Portuguese period

When the Kotte kingdom was ceded to the Portuguese by the Malvána convention in AD.1597, a Patabënda was one of the three local nobles who signed the agreement on behalf of the Sinhalese. Portuguese nobles who were known as Fidalgos signed it on behalf of the Portuguese king. The three local nobles had been selected by a council of nobles and people (Ribeiro 95) and indicates the pre-eminent status of the Patabendas of the 16th century. The Portuguese Tombos show that the Patabendas did not pay any taxes on their land, ships or other assets as they continued to be regarded as independent rulers.

The Jesuit annual letter of 29/12/1606 from Cochin states that the early Portuguese missionaries first concentrated on converting the Karava Patabändas as they were the leaders and rulers of the people. They were used as examples for other gentiles to follow (Perniola II.254) The Portuguese have documented many instances where hundreds of others converted, following the Patabända’s conversion (Perera. C.A. & L. R. 1916 II.24).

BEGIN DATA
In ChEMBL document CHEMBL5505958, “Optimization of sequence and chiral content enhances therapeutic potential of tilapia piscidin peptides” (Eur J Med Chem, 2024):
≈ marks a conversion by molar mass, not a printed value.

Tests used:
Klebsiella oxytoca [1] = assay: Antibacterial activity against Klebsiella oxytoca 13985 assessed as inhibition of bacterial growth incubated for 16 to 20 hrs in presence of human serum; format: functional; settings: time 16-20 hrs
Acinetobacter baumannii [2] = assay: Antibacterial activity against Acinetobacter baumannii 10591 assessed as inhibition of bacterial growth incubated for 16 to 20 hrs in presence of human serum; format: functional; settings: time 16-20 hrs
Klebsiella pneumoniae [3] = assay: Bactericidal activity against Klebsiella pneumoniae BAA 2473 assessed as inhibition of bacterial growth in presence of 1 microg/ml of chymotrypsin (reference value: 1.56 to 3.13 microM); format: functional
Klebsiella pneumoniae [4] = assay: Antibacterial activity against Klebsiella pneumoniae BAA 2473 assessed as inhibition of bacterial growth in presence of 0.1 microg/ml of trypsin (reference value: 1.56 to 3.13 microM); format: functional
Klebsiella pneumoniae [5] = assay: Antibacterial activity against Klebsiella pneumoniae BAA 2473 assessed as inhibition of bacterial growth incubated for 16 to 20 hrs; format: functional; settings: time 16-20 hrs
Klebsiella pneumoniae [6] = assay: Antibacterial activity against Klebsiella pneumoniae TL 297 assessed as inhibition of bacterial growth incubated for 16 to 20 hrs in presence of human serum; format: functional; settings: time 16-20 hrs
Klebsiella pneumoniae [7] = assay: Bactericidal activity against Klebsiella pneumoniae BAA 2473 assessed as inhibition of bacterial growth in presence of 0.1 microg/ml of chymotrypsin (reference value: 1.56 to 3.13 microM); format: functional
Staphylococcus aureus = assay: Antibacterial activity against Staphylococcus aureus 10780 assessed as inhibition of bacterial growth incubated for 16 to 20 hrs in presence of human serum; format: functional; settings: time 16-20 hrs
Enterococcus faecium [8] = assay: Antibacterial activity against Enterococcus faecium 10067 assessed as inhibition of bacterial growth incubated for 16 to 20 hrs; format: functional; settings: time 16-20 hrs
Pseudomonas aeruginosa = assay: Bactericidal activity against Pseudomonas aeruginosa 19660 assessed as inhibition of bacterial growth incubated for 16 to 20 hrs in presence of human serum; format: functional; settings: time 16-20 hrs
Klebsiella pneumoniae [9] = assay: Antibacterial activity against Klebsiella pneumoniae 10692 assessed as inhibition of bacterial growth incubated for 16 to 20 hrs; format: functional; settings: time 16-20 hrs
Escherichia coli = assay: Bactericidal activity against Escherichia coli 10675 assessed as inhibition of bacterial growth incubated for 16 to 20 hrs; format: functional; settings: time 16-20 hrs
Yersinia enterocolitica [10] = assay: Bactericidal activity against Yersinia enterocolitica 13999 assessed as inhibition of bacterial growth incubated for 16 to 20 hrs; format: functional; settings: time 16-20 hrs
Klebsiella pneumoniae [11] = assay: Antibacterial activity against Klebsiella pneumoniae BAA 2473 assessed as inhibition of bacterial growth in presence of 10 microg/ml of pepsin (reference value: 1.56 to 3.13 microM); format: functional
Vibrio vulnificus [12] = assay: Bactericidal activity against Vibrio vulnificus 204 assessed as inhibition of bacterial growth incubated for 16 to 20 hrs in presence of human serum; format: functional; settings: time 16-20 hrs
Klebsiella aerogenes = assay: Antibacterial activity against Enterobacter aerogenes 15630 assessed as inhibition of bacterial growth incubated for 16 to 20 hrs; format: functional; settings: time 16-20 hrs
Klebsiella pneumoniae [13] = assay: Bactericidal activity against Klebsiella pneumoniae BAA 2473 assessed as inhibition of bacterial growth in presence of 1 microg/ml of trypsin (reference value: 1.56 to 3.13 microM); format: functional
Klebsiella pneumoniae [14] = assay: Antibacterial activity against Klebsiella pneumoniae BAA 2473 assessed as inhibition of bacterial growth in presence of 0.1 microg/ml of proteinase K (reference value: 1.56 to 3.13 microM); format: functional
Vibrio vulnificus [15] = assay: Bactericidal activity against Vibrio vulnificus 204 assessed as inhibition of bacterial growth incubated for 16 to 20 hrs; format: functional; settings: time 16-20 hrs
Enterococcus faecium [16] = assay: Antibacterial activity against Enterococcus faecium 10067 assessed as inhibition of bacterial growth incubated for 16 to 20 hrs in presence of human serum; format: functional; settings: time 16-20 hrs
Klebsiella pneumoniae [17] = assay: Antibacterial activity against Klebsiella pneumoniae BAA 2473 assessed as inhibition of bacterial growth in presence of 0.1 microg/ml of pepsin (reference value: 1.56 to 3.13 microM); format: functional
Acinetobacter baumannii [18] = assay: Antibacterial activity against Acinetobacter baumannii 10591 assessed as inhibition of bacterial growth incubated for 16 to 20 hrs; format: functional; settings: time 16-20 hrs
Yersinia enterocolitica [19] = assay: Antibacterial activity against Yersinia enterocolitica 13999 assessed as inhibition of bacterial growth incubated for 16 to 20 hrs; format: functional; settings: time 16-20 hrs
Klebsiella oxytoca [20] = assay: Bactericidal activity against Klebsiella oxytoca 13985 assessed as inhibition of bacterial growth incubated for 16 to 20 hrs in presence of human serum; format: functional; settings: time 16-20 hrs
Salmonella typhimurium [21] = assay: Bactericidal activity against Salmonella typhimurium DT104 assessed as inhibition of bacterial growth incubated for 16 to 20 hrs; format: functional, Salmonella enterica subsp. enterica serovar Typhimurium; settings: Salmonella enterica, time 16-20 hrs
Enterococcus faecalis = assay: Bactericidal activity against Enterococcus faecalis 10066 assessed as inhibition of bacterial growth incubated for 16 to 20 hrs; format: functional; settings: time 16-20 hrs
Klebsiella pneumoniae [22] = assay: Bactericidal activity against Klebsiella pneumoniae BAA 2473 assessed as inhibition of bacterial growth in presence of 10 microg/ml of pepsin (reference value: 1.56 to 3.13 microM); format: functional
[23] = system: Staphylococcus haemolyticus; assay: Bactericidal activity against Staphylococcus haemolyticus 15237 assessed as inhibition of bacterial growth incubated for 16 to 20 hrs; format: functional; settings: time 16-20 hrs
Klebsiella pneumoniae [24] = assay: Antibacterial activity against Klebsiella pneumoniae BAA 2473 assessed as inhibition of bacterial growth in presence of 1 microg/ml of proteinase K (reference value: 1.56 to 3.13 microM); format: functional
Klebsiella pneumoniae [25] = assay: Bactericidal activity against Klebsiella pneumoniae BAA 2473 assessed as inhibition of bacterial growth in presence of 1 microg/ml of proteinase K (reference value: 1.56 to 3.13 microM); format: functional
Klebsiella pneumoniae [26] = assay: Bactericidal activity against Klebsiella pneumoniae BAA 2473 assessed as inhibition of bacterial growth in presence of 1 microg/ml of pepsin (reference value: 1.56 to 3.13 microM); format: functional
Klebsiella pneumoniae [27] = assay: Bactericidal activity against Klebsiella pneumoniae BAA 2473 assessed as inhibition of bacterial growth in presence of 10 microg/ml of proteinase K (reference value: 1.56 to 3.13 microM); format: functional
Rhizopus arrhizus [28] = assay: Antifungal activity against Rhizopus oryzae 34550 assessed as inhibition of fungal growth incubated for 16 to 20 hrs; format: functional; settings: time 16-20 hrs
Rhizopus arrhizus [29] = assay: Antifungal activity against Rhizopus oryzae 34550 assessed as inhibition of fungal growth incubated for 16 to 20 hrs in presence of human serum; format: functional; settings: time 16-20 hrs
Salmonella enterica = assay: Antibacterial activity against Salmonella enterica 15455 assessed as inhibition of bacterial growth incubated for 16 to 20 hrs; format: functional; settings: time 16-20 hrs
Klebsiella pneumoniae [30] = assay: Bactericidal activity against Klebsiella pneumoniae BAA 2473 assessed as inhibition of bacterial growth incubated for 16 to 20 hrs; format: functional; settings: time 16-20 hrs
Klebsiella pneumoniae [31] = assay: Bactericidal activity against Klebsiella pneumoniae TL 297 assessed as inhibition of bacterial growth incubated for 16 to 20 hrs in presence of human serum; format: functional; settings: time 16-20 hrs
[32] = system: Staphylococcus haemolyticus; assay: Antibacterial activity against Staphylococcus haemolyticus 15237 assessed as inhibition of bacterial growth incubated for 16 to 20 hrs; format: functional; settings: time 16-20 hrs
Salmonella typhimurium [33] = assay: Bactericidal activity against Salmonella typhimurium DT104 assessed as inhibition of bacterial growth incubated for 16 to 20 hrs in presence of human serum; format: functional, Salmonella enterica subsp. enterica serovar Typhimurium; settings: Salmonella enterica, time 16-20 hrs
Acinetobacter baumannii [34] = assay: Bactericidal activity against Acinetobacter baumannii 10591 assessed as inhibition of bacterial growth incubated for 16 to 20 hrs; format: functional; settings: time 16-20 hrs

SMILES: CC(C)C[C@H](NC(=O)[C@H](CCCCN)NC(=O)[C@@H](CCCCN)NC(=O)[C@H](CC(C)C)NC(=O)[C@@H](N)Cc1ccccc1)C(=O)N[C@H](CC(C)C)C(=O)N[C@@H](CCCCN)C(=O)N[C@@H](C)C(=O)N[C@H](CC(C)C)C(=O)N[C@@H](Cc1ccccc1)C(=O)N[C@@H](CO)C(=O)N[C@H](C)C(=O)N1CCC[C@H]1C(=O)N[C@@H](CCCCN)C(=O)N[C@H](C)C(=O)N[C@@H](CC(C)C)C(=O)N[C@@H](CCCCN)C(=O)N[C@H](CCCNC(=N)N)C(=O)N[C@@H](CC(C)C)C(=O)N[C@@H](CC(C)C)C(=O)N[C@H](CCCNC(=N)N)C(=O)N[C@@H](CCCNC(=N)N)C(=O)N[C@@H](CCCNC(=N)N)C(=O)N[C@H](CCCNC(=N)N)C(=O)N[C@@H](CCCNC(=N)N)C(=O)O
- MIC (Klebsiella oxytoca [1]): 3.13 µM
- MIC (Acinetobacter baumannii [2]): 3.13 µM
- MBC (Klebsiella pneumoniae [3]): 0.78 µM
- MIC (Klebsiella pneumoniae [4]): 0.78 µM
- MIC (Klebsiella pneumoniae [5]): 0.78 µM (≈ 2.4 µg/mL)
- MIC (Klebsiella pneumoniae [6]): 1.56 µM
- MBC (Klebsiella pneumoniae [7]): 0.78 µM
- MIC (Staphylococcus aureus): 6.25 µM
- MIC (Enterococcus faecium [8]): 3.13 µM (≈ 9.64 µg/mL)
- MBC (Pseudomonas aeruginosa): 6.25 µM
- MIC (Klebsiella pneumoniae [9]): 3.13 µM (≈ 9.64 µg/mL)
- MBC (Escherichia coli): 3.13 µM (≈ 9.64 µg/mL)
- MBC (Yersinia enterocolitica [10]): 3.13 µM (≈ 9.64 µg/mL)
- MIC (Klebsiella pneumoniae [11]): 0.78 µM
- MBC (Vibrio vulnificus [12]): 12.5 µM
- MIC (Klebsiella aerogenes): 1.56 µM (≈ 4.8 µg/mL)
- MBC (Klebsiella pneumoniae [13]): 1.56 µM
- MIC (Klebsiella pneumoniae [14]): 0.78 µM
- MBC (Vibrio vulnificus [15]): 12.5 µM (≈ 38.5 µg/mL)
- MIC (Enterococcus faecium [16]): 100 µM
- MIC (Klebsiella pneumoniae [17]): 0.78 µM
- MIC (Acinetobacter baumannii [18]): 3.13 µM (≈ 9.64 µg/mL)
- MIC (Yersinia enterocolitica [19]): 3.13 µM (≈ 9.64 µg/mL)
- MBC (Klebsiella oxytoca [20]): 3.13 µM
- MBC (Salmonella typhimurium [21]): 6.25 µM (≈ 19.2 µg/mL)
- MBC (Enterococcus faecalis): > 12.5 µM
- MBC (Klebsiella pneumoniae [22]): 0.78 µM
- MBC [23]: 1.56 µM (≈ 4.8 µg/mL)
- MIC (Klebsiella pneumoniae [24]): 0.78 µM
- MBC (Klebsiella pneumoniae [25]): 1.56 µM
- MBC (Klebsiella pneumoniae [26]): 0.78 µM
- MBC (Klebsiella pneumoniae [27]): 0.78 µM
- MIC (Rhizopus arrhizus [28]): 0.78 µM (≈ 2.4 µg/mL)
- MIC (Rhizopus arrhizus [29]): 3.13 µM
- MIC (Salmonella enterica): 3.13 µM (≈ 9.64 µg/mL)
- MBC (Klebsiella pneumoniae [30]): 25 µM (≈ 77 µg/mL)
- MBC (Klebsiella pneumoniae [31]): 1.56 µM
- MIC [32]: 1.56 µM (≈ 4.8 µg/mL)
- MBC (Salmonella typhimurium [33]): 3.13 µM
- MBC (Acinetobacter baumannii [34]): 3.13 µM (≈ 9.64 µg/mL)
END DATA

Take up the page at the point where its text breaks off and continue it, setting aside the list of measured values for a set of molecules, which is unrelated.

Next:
The European invaders as well as Sri Lankan Kings had approached the Patabändas for assistance in wars. As a result the Mahapatabëndá of Colombo was beheaded and quartered by the Portuguese in 1574 for treasonable communication with King Mayadunne (AD 1535 - 1581) of Sítáwake (Queyroz 424) In 1656 the Patabända of Coquille (Koggala) was approached by King Rajasingha II (AD 1635 - 1687) of Kandy for assistance (Pieris Portuguese Era II.454)

The principal kinglets were the Mahapatabëndás who were referred to as Patamgatim Major and Patamgatim Mor by the Portuguese. Two of the Mahapatabëndás of Negombo in 1613 were: Kurukulasuriya Dom Gaspar da Cruz and Varnakulasuriya Afonco Perera (Raghavan, 1961.33. The Portuguese Tombo of 1615 which deals with the ports, villages and lands on the coast from Puttalam to Dondra, lists the chiefs of each village along with their land holdings, crops and revenue. It is noteworthy that the chiefs of most coastal villages which included Negombo , Chilaw , Kammmala , Kalutara, Maggona and Donrda were Patabëndás(Pieris Ceylon Littoral)